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4 open source tools for doing online surveys
4 open source alternatives to SurveyMonkey
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Ah, the venerable survey. It can be a fast, simple, cheap, and effective way gather the opinions of friends, family, classmates, co-workers, customers, readers, and others.
Millions turn to proprietary tools like SurveyGizmo, Polldaddy, SurveyMonkey, or even Google Forms to set up their surveys. But if you want more control, not just over the application but also the data you collect, then you'll want to go open source.
Let's take a look at four open source survey tools that can suit your needs, no matter how simple or complex those needs are.
LimeSurvey is where you turn to when you want a survey tool that can do just about everything you want it to do. You can use LimeSurvey for doing simple surveys and polls, and more complex ones that span multiple pages. If you work in more than one language, LimeSurvey supports 80 of them.
You can install LimeSurvey on your own server, or get a hosted plan that will set you back a few hundred euros a year (although there is a free option too).
If LimeSurvey doesn't pack enough features for you and Java-powered web applications are your thing, then give JD Esurvey a look. It's described as "an open source enterprise survey web application." It's definitely powerful, and ticks a number of boxes for organizations looking for a high-volume, robust survey tool.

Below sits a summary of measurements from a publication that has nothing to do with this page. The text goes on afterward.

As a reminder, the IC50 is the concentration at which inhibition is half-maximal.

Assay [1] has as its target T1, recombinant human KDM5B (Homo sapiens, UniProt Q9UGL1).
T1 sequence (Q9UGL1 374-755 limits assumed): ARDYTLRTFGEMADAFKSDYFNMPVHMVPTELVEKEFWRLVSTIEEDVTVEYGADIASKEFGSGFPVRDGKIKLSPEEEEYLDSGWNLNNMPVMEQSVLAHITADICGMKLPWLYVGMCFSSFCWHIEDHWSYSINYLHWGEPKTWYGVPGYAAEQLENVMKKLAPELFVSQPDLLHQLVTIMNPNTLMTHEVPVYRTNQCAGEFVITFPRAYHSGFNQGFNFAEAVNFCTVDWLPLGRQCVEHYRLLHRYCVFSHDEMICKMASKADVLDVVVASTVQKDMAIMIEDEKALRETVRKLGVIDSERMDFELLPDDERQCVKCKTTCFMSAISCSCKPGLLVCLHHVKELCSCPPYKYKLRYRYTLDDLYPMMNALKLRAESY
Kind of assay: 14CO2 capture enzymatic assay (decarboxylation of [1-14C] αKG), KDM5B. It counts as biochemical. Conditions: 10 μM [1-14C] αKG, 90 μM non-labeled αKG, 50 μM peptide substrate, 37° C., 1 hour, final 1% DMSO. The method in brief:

Using JD Esurvey, you can collect a range of information including answers to "Yes/No" questions and star ratings for products and services. You can even process answers to questions with multiple parts. JD Esurvey supports creating and managing surveys with tablets and smartphones, and your published surveys are mobile friendly too. According to the developer, the application is usable by people with disabilities.
For many of us, tools like LimeSurvey and JD Esurvey are overkill. We just want a quick and dirty way to gather opinions or feedback. That's where Quick Survey comes in.
Quick Survey only lets you create question-and-answer or multiple choice list surveys. You add your questions or create your list, then publish it and share the URL. You can add as many items to your survey as you need to, and the responses appear on Quick Survey's admin page. You can download the results of your surveys as a CSV file, too.
In terms of features, TellForm lies somewhere between LimeSurvey and Quick Survey. It's one of those tools for people who need more than a minimal set of functions, but who don't need everything and the kitchen sink.
In addition to having 11 different types of surveys, TellForm has pretty good analytics attached to its surveys. You can easily customize the look and feel of your surveys, and the application's interface is simple and clean.
Do you have a favorite open source tool for doing online surveys? Feel free to share it with our community by leaving a comment.